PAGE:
Ricardo Lagreca – Mercado Livre Brazil
By all accounts, shopping for products has never been easier: a couple taps and click on a computer or phone and within days, the package is at the front door.
That is, if everything goes as planned.
And when it doesn’t—lost packages, delivery of incorrect or damaged products—Ricardo Lagreca, senior legal director at Mercado Livre Brazil, ensures that resolving those issues only takes a few more clicks.
Easy resolutions, however, are notoriously difficult to come by in the South American nation, according to Lagreca, who says that litigation is a cultural norm with what he approximates is around 100 million cases a year in a country with just over 200 million people.
Undaunted, Lagreca has been handling governmental relations and legal operations at Mercado Livre since 2014. In addition, he’s helped the company avoid litigation by incorporating a bevy of digital tools.
Logistically, Mercado shares some similarities with Amazon. Its warehouse holds over 5 million items belonging to over 12 million sellers. Through its website, Mercado processes nearly 30 e-commerce transactions every second.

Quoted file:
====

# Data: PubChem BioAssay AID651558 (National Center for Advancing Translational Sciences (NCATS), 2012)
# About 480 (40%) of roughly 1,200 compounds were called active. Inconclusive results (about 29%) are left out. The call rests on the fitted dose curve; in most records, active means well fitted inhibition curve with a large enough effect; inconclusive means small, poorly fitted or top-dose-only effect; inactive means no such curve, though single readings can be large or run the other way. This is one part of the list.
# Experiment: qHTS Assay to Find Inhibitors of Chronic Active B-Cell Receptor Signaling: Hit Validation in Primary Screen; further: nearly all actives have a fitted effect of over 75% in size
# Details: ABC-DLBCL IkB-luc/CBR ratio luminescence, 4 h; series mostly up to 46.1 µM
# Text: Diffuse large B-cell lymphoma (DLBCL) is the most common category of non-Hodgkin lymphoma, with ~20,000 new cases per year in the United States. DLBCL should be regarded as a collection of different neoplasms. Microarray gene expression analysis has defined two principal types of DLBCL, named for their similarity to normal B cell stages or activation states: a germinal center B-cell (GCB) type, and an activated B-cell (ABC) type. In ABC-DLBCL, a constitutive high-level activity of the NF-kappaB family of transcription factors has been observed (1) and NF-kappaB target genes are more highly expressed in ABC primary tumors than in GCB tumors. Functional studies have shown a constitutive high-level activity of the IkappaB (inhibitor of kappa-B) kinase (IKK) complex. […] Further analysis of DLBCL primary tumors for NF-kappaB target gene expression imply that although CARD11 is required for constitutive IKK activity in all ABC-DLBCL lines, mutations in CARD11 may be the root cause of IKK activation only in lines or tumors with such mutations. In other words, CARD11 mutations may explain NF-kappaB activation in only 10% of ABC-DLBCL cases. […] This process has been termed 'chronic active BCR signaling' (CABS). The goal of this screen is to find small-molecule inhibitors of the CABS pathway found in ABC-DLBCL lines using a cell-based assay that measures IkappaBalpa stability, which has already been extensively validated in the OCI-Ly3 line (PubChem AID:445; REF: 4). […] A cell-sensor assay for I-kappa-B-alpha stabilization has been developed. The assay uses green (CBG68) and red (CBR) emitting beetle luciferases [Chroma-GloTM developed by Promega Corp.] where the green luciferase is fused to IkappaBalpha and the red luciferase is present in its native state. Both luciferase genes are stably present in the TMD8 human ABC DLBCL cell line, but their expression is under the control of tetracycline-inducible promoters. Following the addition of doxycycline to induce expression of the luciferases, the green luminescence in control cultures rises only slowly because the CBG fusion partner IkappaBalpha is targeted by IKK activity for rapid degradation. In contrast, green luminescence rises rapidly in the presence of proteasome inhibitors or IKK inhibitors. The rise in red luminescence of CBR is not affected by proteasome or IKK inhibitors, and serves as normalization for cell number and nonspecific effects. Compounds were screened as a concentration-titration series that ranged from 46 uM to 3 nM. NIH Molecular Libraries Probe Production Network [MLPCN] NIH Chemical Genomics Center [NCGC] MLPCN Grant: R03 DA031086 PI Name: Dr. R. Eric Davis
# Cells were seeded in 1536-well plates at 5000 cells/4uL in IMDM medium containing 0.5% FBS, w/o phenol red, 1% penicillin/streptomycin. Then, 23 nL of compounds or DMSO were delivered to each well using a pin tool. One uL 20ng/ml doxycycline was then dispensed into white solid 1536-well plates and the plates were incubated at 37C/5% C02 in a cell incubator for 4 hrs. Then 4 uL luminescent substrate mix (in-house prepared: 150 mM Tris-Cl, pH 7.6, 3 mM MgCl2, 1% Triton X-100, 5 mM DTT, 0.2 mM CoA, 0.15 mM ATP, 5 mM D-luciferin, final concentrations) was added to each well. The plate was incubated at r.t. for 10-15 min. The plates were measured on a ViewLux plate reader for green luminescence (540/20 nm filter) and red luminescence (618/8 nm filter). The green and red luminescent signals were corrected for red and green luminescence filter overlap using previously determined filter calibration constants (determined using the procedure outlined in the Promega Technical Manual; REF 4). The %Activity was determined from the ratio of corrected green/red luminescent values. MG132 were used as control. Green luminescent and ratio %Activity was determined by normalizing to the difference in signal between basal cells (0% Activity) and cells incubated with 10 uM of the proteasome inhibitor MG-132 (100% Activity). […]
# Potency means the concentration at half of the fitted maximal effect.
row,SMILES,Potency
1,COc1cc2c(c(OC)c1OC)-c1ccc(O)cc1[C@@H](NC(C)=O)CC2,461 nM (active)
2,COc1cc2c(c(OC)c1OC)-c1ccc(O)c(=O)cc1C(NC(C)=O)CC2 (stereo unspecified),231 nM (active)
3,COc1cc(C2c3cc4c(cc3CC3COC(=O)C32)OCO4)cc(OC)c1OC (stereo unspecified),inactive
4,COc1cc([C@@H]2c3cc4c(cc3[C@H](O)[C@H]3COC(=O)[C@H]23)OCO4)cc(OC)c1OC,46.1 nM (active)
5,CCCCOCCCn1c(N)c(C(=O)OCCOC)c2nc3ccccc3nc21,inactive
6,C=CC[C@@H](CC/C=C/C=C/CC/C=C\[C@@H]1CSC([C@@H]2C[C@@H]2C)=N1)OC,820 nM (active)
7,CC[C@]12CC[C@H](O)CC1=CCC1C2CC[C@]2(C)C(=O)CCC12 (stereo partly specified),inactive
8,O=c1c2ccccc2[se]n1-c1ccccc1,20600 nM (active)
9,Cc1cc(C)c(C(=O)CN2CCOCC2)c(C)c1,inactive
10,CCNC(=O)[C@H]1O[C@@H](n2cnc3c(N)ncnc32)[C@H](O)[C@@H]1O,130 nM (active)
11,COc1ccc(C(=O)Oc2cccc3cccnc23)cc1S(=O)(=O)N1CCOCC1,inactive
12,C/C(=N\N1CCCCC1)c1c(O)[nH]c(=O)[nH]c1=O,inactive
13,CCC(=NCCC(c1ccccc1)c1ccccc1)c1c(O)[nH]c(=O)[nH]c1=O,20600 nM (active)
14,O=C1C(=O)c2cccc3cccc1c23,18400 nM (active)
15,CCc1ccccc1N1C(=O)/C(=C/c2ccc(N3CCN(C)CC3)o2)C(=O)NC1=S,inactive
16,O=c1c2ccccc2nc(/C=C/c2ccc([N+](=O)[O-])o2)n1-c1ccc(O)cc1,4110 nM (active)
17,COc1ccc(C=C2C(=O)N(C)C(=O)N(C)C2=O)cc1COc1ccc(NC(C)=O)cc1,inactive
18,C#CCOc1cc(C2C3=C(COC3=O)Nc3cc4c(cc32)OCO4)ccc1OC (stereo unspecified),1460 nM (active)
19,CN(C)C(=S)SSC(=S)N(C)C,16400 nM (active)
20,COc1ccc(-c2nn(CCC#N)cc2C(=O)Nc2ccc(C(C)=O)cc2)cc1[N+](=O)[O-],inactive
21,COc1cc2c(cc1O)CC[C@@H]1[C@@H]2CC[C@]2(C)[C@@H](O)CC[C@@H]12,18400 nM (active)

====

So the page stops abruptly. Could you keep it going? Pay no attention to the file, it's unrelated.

“At that volume, there’s bound to be some hiccups here and there, but we receive fewer claims than our competitors,” Lagreca says. “Nevertheless, we’re always concentrating on providing easy solutions directly within our app to keep us, the sellers, and the buyers out of court.”
Amplifying electronic resolutions
Customers can purchase millions of items from the Mercado website or mobile applications. They can also use the platforms to report customer service. For example, if customers receive a product that doesn’t match the online description—or if the package never arrives—they can receive a full refund with the click of a button.
Previously, if the seller didn’t respond, Lagreca or another member of his team reviewed the sale. Now, someone from the customer experience department handles that. They’ll determine, for instance, if the seller is responsible or if Mercado shipped the package from its warehouse and it got lost in the mail. In the latter case, the company will refund the buyer; in the former, someone at Mercado will have the seller issue a refund.